ZELIZER: Well, that's hard speculation but I think there's enough suspicion about him and the government there that it is not impossible. And when that's on the table, then it is impossible to rule anything out. So I think the suspicions stem from some of the human rights concerns that already existed about the government.

CHURCH: So in Saudi Arabia there -- could there be the possibility of teams like this being sent to Turkey without the king or the prince knowing about it?

ZELIZER: Well, it is hard to know the inner operations of this regime. But obviously, it is a possibility but the likelihood would this -- would be coordinated in some ways with the regime. That's what many people suspect. So many people find it difficult to simply distance him from what happened if this was the responsibility of the government.

CHURCH: And as you mentioned, Congress, you know, many members of Congress not happy with the optics of this and what has possibly happened here. They're looking at possible punishment for the Saudis.

What do you think needs to be done and what would really be a punishment that would speak to the Saudis?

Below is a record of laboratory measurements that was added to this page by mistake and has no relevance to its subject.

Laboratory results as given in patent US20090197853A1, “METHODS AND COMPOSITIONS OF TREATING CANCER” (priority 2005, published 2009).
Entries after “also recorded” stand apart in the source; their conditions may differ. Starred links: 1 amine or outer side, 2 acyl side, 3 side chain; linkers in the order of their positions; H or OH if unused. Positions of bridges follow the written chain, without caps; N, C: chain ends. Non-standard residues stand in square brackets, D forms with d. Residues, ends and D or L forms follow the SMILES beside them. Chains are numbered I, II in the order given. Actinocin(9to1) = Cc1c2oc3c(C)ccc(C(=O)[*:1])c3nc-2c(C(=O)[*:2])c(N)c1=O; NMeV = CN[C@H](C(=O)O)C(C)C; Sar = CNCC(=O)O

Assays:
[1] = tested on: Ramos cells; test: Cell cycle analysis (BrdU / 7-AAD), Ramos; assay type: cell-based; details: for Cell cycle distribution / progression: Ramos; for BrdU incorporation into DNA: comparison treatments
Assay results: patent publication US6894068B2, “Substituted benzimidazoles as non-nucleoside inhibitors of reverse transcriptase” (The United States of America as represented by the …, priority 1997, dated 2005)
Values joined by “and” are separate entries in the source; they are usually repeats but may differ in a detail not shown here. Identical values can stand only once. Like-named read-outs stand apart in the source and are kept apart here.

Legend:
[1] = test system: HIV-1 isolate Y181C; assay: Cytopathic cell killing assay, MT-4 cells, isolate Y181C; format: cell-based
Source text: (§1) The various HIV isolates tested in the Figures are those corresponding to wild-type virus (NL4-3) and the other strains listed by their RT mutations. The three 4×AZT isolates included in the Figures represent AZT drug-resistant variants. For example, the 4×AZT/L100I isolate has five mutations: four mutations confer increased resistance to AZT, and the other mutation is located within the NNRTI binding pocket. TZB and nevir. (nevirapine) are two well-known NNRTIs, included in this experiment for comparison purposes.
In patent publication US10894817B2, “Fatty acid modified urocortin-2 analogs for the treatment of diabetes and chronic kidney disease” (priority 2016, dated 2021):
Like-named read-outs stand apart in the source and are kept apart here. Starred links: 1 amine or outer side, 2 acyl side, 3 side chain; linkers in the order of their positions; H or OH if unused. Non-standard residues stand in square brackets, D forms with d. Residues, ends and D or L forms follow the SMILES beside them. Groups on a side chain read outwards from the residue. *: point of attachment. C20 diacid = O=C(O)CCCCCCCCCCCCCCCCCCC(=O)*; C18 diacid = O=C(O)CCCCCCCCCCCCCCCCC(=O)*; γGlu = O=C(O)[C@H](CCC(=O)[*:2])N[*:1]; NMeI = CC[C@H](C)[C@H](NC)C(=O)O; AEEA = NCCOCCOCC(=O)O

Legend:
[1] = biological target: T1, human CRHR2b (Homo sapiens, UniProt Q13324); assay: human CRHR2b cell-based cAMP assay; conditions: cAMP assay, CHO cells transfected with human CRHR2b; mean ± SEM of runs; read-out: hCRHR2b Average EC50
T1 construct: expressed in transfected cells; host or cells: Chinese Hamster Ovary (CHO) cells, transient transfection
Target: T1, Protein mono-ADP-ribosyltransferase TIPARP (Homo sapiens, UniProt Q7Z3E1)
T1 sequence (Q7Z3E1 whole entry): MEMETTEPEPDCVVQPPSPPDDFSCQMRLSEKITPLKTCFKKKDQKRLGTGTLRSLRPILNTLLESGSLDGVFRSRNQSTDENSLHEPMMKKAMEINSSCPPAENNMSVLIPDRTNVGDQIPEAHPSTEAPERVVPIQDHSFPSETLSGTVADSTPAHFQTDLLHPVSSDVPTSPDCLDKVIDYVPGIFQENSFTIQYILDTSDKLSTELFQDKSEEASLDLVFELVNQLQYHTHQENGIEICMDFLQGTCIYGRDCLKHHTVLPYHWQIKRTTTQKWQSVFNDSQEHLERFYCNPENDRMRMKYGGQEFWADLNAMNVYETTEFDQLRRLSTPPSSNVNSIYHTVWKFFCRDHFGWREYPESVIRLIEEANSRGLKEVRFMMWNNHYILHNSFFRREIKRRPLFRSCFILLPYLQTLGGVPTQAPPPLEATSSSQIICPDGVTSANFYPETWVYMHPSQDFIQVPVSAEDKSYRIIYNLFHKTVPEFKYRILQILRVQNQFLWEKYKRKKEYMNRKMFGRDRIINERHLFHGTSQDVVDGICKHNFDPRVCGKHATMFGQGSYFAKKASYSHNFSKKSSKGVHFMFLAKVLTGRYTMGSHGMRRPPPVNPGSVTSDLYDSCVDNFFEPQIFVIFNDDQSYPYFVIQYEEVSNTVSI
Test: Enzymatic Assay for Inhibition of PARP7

Because they're clearly -- money is not going to be a concern. Sanctions are not going to impact Saudi Arabia in any way, are they?

ZELIZER: No, they have incentives to keep money coming into the country and these arms deals are important. But it is an incredibly wealthy country so some say they could live without the deals.

My guess is the deals do matter and if they were actually potentially going to go off the table, the regime would care about this. [02:10:00]

ZELIZER: But they also want international stature and international legitimacy. That's been a lot of what has been going on in the past year and a half.

So if they were really being condemned by world leaders, including the United States, I do think that could matter. I do think that could have an effect for a country that wants to emerge as a global leader, particularly in any potential Middle East peace deal.

CHURCH: Yet many people looking for more answers on this story. So we continue to delve and get to the truth of it. Julian Zelizer, many thanks to you. We appreciate it.

ZELIZER: Thank you.

CHURCH: A growing number of VIPs that had planned on attending an upcoming investment summit in Riyadh are pulling out of the gathering. We're told the World Bank president is the latest to withdraw. President Trump said the U.S. Treasury secretary will decide by Friday whether he will attend. More now from CNN's John Defterios.